To compare your Medigap plan choices, go to medicare.gov and, under the Supplements & Other Insurance tab, click on How to Compare Medigap Policies. Details are there on a single chart.

Don’t get confused by the way these policies are named. The letter designations of the Medigap policies have nothing to do with which Medicare program you chose.

Because the Medigap plans are standardized, an A or F plan sold by one insurer covers the same things as an A or F plan sold by another insurer. Medigap plans are consistent in all but three states: Massachusetts, Minnesota and Wisconsin have their own standard policies.

So how do the 10 policies differ? “Some are high deductible, some require higher cost-sharing, and some cover more costs,” explains Mary Mealer, life and health manager at the Missouri Department of Insurance, Financial Institutions & Professional Registration. Consumers should “evaluate their individual situation as to what plan meets their needs and what they can afford,” she advises.

Word Medigap on a piece of paper with a stethoscope and pills

What to focus on

The government’s comparison chart shows 10 health care costs that could be covered by a Medigap policy. Some come into play more than others, so you should focus most on those big-ticket items. They include:

  • Your 20 percent share of the cost of doctor visits
  • Your 20 percent share of the cost of lab tests and other outpatient services
  • The deductible for each time you are admitted to a hospital
  • The coinsurance costs of hospital stays or stays in a skilled nursing facility after being in a hospital

There are other considerations, as well. For instance, while other plans cover 100 percent of Part B coinsurance, plans K and L have higher cost-sharing but also an out-of-pocket limit. Once you’ve paid that amount, they take care of 100 percent of covered services for the rest of the year. In 2019 the limit for the K plan is $5,560, and the limit for the L is $2,780. These limits increase each year, based on inflation.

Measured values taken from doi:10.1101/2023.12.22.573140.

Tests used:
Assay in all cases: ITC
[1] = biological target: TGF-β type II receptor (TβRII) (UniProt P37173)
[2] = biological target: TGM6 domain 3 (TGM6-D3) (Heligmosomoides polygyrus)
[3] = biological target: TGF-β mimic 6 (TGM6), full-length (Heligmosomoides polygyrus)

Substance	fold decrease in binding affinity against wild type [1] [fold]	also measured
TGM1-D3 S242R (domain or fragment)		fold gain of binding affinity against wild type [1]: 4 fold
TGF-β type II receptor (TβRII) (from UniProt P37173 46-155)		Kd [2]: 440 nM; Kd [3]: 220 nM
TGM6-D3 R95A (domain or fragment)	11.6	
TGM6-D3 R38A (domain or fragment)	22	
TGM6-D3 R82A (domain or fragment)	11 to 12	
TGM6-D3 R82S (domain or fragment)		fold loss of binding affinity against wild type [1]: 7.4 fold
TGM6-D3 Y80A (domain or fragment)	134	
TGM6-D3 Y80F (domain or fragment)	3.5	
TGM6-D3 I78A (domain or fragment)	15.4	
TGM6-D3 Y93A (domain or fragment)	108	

Remember, Medigap does not cover prescription drugs or dental, vision or most other needs that Original Medicare doesn’t cover.

What it will cost you

Nationwide, the average premium for the most popular Medigap F plan costs roughly $326 a month. There is also a high-deductible F plan ($2,300 for 2019 ), and that premium averages about $68 a month. Premiums are based on three pricing systems and vary widely based on where you live.   

  • Community rated: The same monthly premium is charged to everyone who has this policy, regardless of age.
  • Issue-age rated: This premium is based on your age when you first buy the policy. The younger you are, the lower the initial premium. Any premium increases in the future will not be based on your age.
  • Attained-age rated: This premium is initially based on your current age but can rise as you get older.

Experts suggest that you ask a potential insurer which pricing system it uses before buying a Medigap policy. That way you’ll know whether to expect increases as you age.

Additional considerations

Mealer suggests that consumers contact their state’s insurance department before signing to make sure the agent and company selling the policy are licensed by the state and to find out that company’s complaint record. Each state has a State Health Insurance Assistance Program that can help you find this information.

And remember, changing a Medigap policy can be hard. Give the policy one last read to see if it covers not just your current needs but potential future needs.

Editor’s note: This story has been updated to reflect new 2020 rules.

A 2019 U.S. Medicare Handbook is open showing a page on Medicare Advantage plans and other options